The history of taxation of capital gains has by and large been one of constant evolution. The process of evolution has broadly been two-fold: first, by rationalising and streamlining the statutory provisions by way of filling the gaps and plugging the loopholes in capital gains taxation and secondly, by removing the difficulties and mitigating the genuine hardship of taxpayers by way of relaxing the rigour of tax law from time to time. All this has resulted in expanding and widening the horizons of capital gains taxation in India in tune with the changing times and the requirements of a fast-growing economy. Besides, capital gains taxation has been used as an effective tool for facilitating economic growth and development by incentivising channelisation of investment of capital gains into priority sectors of the economy like agriculture, rural electrification, housing, infrastructure, Small and Medium Enterprises (SMEs), etc.

4. Legislative Measures to Improve Capital Gains Taxation

The Legislature has been taking necessary steps from time to time for removing the lacunae and plugging the loopholes in existing provisions and thereby suppressing the mischief by bringing in appropriate corrective measures to check tax evasion. For example, based on recommendations of the Chelliah Committee to rationalise the system of LTCG taxation, Section 48 was substituted by the Finance Act, 1992 w.e.f. AY 1993-94 and onwards granting benefit of indexation of cost of acquisition and cost of improvement on transfer of long-term capital assets so as to neutralise the effect of price inflation over the period during which LTCG had arisen. Again, section 50C was brought on the statute book w.e.f. AY 2003-04 with a view to checking large-scale evasion of tax by understatement of sale consideration of immovable properties at the time of transfer. Recently, the Finance Act, 2023 made amendments of sub-sections (1) and (2) of section 55 in order to provide that cost of acquisition and cost of improvement of a capital asset being any intangible asset or any other right [other than those already mentioned in section 55(1)(b)(1) and section 55(2)(a)] shall be taken as Nil.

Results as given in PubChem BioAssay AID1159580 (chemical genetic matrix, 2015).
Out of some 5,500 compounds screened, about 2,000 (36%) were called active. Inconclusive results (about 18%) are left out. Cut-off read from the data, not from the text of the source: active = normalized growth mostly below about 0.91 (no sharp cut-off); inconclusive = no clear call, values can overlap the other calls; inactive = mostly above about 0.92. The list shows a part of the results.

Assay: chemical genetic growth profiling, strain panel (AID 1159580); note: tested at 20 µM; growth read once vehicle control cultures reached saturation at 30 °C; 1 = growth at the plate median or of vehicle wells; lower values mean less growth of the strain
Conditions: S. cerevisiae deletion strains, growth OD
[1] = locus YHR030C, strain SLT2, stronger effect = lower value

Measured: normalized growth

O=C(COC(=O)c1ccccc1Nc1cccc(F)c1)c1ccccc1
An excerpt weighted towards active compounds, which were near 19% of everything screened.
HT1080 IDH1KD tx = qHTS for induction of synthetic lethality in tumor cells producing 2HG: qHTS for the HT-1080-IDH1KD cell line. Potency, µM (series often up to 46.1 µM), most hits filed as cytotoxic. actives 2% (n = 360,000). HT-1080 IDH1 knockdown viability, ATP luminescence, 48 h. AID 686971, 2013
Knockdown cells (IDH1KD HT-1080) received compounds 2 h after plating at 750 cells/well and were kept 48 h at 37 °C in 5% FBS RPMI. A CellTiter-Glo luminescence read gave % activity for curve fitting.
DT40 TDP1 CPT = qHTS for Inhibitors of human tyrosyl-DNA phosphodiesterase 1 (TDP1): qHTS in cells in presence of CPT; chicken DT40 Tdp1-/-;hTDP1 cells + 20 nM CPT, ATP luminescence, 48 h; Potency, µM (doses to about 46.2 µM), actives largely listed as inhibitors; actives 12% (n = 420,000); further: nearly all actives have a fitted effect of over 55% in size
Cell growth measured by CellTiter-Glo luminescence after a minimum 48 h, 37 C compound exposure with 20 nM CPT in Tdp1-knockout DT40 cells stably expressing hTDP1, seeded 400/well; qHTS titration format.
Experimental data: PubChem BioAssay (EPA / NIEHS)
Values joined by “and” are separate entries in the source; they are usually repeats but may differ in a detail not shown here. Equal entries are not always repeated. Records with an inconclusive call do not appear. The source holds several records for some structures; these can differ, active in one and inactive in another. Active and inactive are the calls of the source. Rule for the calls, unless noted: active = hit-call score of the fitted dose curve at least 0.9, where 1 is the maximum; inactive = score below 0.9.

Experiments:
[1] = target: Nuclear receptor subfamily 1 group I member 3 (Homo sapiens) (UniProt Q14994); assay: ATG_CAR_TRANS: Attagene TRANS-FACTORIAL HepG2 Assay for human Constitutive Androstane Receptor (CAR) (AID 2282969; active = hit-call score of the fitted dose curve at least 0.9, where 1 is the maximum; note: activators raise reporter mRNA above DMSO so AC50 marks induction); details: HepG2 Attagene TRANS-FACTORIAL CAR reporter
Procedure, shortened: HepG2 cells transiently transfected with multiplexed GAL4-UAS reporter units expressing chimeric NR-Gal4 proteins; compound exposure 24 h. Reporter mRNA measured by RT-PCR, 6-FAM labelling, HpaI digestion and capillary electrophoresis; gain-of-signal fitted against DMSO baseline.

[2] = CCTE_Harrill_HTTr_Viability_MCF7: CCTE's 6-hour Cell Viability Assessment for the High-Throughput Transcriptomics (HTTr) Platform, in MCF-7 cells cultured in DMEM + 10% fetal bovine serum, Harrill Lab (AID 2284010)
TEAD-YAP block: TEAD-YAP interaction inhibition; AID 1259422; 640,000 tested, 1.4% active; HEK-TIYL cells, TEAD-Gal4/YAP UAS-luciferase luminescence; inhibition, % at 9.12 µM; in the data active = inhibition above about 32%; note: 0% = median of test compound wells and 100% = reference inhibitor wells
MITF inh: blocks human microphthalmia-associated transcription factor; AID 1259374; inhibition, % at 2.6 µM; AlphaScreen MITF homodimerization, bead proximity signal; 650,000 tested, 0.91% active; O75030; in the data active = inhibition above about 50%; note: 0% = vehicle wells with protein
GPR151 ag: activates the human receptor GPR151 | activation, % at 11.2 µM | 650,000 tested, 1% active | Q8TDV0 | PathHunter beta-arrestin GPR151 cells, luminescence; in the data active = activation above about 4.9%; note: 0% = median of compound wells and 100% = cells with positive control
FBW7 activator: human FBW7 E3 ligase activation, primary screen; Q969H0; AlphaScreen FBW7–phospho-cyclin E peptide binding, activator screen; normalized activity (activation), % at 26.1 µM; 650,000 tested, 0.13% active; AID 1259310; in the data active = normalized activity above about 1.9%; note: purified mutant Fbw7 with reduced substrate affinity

The Legislature has also been taking various measures over the years with a view to removing difficulties and alleviating the genuine hardship caused to the taxpayers on account of the rigour of certain provisions of the Act. A few important examples in this regard include insertion of new section 45(5) by the Finance Act, 1987 w.e.f. 01-04-1988 to provide for taxation of initial as well as additional compensation in the year of receipt rather than the year of transfer of capital asset by way of compulsory acquisition in view of the considerable gap between the date of transfer and the date of payment of compensation; insertion of another new section 54H by the Finance (No. 2) Act, 1991 w.e.f. 01-10-1991 to the effect that the period for depositing or investing the capital gain in acquiring the new asset under sections 54, 54B, 54D, 54EC and 54F shall be reckoned from the date of receipt of such compensation and the insertion of third proviso to section 50C(1) prescribing tolerance limit of 5% w.e.f. 01-04-2019 and 10% w.e.f. 01-04-2021 for avoiding the substitution of stamp duty value for the declared sale consideration.

However, complexity of direct tax laws in India has been a subject of perpetual lament and despair on the part of tax policy commentators and experts. There has been a growing demand for the simplification and rationalisation of current income tax regime in general and capital gains structure in particular. Capital gains taxation in India covering diverse asset classes (viz., equity, real estate and gold) and prescribing different periods of holding, different rules of indexation of cost and different tax rates for each class has recently been called “a complex maze”.